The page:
Following landfall, Ida only slowly weakened at first, remaining a dangerous major hurricane. On August 30, Ida weakened into a depression, as it moved inland. As the system moved through the Northeastern United States on September 1–2, it combined with a frontal zone to unleash unprecedented rains across the region, regaining tropical-storm-force winds in the process, before moving out into the Atlantic. There has been no formal study of the exact impact of climate change on Hurricane Ida yet.

Cayman Islands

On August 26, 2021, the Cayman Islands were put under a Tropical Storm Warning. Many people piled into grocery stores and hardware stores to grab supplies having Hurricane Grace that hit Cayman just a week earlier fresh in everyone’s minds.

Hurricane Ida over western Cuba late on August 27

On August 28, 800 individuals, including teachers and students monitoring turtles on the Guanahacabibes Peninsula, were evacuated due to Ida, according to the head of civil defense in the area. Tornado watches were issued for parts of Louisiana, Alabama, and Mississippi on August 29. A high risk for flash flooding was issued on August 29, encompassing much of New Orleans and surrounding areas.

The Louisiana National Guard making preparations for the storm

On August 27, the preseason NFL football game for the Arizona Cardinals and New Orleans Saints, originally scheduled for the next day at Caesars Superdome, was cancelled due to the storm’s forecast of being a major hurricane at the time of its landfall. On August 28, New Orleans mayor LaToya Cantrell issued a mandatory evacuation for all parts of the city which are outside of its flood protections area. That same day, President Joe Biden signed an emergency declaration for Louisiana ahead of the storm. In a briefing that was held on August 28, one day prior to landfall, Edwards anticipated Ida to be one of the strongest hurricanes to affect the state since the 1850s.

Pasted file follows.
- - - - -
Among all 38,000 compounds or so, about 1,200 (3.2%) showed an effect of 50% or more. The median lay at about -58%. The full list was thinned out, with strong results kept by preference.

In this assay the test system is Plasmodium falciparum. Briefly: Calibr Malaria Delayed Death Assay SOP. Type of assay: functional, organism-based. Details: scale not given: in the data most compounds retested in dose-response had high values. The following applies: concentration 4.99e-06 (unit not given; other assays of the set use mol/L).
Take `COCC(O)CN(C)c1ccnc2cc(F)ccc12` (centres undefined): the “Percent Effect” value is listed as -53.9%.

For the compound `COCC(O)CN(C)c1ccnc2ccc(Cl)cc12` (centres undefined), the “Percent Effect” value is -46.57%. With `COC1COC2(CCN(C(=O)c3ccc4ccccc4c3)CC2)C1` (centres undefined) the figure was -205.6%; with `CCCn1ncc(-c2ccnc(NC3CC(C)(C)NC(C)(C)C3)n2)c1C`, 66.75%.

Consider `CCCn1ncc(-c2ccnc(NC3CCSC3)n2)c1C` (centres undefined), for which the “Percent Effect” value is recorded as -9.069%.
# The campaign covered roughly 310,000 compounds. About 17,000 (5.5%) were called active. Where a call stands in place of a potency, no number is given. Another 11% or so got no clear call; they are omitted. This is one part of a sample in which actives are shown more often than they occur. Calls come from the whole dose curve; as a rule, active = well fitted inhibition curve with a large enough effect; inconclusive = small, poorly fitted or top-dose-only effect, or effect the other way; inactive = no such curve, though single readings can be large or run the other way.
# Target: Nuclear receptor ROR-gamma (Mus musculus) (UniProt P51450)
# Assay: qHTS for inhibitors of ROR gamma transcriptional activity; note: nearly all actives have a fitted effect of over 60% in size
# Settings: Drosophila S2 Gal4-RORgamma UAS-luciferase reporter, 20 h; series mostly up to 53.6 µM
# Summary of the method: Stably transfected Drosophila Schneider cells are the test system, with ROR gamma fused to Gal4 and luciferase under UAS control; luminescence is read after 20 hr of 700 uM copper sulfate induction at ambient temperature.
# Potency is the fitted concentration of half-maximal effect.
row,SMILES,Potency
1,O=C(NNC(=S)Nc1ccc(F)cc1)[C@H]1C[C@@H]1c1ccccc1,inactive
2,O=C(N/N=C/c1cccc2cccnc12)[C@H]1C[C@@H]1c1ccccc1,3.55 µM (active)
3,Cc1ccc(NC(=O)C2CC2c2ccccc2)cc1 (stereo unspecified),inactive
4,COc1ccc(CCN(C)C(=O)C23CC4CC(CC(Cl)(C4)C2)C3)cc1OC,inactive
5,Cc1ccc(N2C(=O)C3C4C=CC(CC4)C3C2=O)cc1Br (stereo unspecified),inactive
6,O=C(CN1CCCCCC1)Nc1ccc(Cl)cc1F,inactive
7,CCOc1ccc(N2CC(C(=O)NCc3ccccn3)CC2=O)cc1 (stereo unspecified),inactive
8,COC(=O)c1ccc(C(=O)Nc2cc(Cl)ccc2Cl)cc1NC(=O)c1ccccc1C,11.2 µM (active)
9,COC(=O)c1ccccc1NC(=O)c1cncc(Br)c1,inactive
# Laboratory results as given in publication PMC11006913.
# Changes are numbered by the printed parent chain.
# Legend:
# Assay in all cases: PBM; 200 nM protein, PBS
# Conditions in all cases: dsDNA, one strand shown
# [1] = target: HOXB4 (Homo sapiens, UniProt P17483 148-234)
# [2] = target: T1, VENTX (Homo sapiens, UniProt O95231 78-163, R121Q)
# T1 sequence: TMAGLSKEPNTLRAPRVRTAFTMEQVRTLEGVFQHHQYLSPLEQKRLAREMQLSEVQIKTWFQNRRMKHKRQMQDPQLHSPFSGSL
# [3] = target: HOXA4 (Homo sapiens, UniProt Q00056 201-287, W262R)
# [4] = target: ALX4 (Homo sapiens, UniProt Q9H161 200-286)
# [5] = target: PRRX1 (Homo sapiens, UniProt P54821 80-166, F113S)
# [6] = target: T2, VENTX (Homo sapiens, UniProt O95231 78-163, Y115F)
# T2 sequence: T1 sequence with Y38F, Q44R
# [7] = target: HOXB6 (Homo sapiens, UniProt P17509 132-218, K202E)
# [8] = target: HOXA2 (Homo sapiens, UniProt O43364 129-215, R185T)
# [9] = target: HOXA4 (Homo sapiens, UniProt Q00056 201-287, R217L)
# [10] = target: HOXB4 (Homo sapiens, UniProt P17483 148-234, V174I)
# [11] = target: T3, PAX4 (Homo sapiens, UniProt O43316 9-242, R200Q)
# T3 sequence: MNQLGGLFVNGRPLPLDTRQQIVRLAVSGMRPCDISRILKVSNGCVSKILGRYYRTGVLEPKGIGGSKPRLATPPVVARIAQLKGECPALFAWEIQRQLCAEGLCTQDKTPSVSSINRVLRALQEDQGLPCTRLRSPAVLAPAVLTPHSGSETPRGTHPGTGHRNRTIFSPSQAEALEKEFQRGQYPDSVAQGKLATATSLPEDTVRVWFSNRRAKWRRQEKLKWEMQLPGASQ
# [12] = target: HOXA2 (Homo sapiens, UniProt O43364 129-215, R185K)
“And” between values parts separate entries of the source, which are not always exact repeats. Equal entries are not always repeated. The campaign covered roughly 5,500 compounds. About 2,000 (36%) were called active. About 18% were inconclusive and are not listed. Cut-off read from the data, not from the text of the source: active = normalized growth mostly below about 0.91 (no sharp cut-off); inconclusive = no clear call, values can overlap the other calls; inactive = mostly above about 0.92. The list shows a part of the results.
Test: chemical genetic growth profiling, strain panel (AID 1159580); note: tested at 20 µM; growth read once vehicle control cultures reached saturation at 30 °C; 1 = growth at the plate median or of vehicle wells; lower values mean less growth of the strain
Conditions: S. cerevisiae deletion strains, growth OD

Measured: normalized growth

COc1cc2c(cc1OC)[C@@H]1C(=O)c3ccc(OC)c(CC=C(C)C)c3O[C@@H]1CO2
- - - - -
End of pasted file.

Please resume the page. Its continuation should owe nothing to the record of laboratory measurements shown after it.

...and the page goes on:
In Mississippi, at least 15 school districts and universities were ordered to close on Monday, August 30, along with a dozen casinos ahead of the impact of the storm.


On August 30, rains were still expected in southeastern Louisiana, coastal Mississippi, and a warning of heavy rainfall was issued for southwestern Alabama. Similar warnings were issued for the coming hours for the valleys of Tennessee and Ohio as well as the Mid-Atlantic region as the storm moves further north. Extreme rainfall was expected for New York City, with Central Park possibly seeing more than September’s monthly average in just one day. In Pennsylvania, Governor Tom Wolf signed a proclamation of disaster emergency on August 31 in anticipation of flooding, severe storms, and tornadoes from the remnants of Ida.


In Cuba, numerous palm trees were downed on Isla de la Juventud due to hurricane-force winds that struck the island. La Fe recorded 50 mph winds and gusts up to 71 mph on August 27. Despite the hurricane, many hospital workers continued to work during the storm.